JUSTICE STEVENS, dissenting.
In my opinion, Congress did not intend the antifraud provisions of the federal securities laws to apply to every transaction in a security described in § 2(1) of the 1933 Act:
See also ante, at 686, n. 1. Congress presumably adopted this sweeping definition "to prevent the financial community from evading regulation by inventing new types of financial instruments rather than to prevent the courts from interpreting the Act in light of its purposes." Sutter v. Groen, 687 F.2d 197, 201 (CA7 1982). Moreover, the "broad statutory
The legislative history of the 1933 and 1934 Securities Acts makes clear that Congress was primarily concerned with transactions in securities that are traded in a public market. In United Housing Foundation, Inc. v. Forman, 421 U.S. 837 (1975), the Court observed:
I believe that Congress wanted to protect investors who do not have access to inside information and who are not in a position to protect themselves from fraud by obtaining appropriate contractual warranties.
At some level of analysis, the policy of Congress must provide the basis for placing limits on the coverage of the Securities Acts. The economic realities of a transaction may determine whether "unusual instruments" fall within the scope of the Acts, ante, at 690, and whether an ordinary commercial "note" is covered, ante, at 693-694. The negotiation of an individual mortgage note, for example, surely would not be covered by the Acts, although a note is literally a "security" under the definition. Cf. Chemical Bank v. Arthur Andersen & Co., 726 F.2d 930, 937 (CA2), cert. denied, 469 U.S. 884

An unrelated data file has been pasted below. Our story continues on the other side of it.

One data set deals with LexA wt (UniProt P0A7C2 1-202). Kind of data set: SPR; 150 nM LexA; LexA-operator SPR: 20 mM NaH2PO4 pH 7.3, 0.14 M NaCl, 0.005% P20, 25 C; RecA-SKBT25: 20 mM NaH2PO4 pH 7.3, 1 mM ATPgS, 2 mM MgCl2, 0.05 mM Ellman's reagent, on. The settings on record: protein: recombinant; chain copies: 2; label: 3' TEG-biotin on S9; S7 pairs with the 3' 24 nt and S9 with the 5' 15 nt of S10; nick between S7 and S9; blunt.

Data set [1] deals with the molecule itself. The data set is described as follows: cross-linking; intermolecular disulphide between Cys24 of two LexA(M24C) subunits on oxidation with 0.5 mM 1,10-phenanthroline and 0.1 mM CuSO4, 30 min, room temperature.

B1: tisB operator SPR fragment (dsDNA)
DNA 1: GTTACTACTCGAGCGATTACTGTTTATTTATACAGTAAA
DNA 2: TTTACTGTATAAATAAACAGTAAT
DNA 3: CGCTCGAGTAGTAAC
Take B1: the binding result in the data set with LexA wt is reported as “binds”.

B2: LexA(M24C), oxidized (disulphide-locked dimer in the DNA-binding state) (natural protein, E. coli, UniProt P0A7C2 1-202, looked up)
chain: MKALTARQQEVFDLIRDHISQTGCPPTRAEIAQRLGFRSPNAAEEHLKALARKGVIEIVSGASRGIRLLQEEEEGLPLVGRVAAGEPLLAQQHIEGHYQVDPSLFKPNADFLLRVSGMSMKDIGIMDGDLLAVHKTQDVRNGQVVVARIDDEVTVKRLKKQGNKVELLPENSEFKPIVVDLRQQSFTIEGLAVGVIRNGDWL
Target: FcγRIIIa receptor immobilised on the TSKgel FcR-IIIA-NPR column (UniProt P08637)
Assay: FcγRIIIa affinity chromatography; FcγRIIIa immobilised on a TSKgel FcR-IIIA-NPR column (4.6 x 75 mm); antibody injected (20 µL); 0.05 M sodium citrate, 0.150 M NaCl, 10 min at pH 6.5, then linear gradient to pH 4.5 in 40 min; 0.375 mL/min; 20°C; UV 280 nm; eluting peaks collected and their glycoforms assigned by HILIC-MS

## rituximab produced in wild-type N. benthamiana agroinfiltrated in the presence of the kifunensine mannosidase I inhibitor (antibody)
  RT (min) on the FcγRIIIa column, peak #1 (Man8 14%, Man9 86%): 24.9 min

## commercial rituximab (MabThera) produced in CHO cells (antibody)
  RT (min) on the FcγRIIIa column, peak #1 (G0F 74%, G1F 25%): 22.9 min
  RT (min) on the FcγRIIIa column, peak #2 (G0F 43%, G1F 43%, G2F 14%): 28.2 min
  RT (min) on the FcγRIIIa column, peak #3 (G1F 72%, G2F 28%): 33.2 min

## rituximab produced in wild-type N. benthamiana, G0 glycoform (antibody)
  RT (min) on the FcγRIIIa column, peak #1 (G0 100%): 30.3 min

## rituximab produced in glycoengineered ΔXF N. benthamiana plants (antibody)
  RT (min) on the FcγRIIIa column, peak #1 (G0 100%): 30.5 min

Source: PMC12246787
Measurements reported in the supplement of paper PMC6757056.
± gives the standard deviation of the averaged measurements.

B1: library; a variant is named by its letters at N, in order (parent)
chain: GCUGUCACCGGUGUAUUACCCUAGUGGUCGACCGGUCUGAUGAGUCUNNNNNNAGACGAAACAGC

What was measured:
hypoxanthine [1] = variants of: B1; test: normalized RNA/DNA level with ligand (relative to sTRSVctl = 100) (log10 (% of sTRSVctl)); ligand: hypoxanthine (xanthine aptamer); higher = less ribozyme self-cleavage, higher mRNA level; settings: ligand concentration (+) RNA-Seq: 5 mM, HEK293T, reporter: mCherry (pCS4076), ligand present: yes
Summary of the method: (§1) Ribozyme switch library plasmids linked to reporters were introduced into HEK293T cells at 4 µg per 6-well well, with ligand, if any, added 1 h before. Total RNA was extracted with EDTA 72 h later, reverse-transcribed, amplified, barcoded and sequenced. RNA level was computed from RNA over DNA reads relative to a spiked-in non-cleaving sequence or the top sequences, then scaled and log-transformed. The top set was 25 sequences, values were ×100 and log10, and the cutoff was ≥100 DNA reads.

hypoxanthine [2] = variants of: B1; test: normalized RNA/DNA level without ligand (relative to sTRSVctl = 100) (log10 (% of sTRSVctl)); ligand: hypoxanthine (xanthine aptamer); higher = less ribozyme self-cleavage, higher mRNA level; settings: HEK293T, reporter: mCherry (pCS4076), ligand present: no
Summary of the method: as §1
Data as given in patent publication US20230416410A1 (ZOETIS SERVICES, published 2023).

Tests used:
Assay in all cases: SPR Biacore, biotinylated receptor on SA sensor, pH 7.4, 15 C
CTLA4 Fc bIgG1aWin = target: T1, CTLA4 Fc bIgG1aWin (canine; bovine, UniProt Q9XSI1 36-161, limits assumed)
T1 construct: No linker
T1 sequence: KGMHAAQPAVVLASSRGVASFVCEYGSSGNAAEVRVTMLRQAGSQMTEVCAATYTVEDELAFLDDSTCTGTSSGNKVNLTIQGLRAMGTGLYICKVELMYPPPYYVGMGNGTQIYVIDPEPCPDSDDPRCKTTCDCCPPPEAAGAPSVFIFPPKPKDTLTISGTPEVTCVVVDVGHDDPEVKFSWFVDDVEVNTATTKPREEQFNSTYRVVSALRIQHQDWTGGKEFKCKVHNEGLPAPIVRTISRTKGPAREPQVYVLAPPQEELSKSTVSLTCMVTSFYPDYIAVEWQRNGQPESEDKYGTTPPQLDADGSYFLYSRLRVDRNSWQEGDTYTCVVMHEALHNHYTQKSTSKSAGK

I believe that the characteristics of the entire transaction are as relevant in determining whether a transaction in "stock" is covered by the Acts as they are in transactions involving "notes," "investment contracts," or the more hybrid securities. Providing regulations for the trading of publicly listed stock — whether on an exchange or in the over-the-counter market — was the heart of Congress' legislative program, and even private sales of such securities are surely covered by the Acts. I am not persuaded, however, that Congress intended to cover negotiated transactions involving the sale of control of a business whose securities have never been offered or sold in any public market. In the latter cases, it is only a matter of interest to the parties whether the transaction takes the form of a sale of stock or a sale of assets, and the decision usually hinges on matters that are irrelevant to the federal securities laws such as tax liabilities, the assignability of Government licenses or other intangible assets, and the allocation of the accrued or unknown liabilities of the going concern. If Congress had intended to provide a remedy for every fraud in the sale of a going concern or its assets, it would not have permitted the parties to bargain over the availability of federal jurisdiction.